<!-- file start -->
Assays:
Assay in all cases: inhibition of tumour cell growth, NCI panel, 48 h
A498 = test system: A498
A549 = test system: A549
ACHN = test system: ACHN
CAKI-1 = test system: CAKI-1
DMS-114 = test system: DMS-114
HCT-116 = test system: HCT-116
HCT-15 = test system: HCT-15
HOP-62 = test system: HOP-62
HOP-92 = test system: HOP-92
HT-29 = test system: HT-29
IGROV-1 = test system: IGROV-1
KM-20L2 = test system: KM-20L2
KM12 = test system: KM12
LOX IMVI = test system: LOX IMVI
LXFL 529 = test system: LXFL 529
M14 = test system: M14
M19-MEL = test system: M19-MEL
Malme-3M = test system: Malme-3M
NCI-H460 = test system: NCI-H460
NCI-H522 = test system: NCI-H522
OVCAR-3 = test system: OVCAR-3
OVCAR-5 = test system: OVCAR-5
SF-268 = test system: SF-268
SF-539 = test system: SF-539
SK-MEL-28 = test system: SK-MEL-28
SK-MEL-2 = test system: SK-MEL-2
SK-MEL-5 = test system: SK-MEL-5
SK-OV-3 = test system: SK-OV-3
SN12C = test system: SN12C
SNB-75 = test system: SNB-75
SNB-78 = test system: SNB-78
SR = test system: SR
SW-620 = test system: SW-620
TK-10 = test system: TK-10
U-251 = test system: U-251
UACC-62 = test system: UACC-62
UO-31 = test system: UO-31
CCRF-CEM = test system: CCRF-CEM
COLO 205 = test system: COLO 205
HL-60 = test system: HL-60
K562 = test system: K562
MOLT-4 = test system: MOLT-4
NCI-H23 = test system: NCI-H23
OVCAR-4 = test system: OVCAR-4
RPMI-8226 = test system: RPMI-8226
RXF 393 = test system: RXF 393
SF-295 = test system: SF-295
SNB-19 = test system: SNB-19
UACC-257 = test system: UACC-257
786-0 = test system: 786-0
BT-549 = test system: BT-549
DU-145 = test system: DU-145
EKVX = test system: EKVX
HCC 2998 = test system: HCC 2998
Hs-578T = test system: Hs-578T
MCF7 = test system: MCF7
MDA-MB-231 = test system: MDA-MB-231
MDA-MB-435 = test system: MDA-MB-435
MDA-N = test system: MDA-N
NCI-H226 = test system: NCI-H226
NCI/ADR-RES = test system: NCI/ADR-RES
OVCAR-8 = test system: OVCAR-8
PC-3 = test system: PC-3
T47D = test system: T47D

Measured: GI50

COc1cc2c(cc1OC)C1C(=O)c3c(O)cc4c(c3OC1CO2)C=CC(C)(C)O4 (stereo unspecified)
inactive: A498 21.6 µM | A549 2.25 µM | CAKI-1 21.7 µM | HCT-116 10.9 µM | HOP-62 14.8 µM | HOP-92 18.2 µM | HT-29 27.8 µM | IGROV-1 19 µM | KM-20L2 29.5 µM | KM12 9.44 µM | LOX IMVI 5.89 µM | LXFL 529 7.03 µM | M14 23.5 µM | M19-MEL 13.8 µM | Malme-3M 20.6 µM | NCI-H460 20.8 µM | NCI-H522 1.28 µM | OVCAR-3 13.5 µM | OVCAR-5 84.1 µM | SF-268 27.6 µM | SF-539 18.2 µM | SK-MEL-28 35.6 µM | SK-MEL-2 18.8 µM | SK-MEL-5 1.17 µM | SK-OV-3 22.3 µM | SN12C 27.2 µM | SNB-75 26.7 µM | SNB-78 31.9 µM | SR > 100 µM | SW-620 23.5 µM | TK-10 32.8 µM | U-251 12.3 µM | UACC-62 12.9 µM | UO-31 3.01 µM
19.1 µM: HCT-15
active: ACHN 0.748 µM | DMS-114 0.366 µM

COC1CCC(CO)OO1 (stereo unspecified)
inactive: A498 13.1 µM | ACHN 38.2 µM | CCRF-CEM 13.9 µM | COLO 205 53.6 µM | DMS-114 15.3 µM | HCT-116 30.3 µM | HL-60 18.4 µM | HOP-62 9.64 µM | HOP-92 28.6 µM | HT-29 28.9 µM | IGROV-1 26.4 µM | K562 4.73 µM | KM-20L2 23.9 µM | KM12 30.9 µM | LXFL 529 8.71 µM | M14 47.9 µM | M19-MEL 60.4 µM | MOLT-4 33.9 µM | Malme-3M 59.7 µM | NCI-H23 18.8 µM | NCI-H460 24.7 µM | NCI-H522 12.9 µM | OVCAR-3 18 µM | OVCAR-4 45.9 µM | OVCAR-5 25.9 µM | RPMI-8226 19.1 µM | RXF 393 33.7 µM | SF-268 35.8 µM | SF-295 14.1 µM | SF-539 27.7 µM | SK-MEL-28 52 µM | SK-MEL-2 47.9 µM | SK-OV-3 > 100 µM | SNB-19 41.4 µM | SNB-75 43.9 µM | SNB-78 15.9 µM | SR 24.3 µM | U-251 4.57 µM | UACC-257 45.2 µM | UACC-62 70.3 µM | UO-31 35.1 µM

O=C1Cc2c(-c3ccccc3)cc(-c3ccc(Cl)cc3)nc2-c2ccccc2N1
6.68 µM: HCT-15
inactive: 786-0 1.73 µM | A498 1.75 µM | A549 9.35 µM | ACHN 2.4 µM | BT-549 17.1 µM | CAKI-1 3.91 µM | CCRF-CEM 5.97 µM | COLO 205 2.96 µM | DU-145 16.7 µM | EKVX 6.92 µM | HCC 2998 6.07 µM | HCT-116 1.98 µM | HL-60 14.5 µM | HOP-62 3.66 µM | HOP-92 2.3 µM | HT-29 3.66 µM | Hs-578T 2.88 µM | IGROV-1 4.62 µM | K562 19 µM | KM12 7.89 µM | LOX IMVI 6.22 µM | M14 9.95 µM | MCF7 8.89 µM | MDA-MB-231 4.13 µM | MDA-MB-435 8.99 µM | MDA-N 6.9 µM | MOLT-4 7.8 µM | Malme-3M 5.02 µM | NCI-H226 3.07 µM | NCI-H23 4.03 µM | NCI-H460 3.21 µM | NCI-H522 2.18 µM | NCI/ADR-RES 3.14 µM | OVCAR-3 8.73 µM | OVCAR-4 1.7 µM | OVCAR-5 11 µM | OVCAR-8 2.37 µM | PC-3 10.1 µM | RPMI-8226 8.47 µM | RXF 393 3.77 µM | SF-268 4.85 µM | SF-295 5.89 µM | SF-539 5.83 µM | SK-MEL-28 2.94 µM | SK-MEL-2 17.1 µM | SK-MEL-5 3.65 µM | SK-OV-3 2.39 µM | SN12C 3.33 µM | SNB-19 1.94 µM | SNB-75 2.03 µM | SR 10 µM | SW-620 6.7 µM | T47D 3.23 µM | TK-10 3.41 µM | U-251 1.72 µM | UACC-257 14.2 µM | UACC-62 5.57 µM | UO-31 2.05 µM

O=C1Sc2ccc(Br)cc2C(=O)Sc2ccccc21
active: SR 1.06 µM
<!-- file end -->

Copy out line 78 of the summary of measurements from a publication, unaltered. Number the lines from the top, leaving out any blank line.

active: SR 1.06 µM